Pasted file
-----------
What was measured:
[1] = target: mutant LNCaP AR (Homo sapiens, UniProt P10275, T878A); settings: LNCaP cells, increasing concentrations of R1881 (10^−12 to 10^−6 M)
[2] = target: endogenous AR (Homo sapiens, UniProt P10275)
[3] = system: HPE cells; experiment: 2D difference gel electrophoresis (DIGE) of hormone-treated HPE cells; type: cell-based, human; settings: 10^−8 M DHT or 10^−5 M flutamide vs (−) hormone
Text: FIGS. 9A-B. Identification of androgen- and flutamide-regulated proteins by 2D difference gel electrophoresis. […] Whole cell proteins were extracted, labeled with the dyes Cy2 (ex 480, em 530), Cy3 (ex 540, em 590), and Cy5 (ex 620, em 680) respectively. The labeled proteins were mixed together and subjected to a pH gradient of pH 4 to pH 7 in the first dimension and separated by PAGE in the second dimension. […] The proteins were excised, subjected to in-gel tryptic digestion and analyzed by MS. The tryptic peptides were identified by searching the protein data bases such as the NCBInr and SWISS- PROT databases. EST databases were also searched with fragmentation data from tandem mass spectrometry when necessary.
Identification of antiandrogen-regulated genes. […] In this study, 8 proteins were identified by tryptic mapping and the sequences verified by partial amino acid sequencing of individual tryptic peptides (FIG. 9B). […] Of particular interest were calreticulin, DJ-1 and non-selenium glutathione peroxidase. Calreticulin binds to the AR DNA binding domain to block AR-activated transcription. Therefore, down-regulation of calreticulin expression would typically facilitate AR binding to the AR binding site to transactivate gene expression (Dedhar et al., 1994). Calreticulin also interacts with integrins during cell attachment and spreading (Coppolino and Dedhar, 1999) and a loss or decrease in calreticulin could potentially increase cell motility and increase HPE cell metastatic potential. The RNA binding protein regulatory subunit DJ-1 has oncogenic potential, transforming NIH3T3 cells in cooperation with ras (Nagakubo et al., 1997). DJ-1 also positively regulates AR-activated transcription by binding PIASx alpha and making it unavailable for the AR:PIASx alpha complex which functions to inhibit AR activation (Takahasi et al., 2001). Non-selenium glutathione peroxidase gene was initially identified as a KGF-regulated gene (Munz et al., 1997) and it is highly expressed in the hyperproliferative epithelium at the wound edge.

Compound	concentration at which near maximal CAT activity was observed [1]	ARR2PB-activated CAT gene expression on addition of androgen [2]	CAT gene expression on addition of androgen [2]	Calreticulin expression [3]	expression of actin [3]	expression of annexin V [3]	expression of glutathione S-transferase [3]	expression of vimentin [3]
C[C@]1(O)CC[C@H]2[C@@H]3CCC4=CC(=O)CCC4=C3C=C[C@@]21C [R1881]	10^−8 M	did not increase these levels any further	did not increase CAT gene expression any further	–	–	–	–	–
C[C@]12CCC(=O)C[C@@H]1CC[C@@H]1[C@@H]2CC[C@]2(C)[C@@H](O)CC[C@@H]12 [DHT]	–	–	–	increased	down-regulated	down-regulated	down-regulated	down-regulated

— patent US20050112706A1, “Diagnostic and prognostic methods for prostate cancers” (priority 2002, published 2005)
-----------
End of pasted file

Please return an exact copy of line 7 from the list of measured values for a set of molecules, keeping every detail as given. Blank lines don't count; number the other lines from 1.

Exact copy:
Compound	concentration at which near maximal CAT activity was observed [1]	ARR2PB-activated CAT gene expression on addition of androgen [2]	CAT gene expression on addition of androgen [2]	Calreticulin expression [3]	expression of actin [3]	expression of annexin V [3]	expression of glutathione S-transferase [3]	expression of vimentin [3]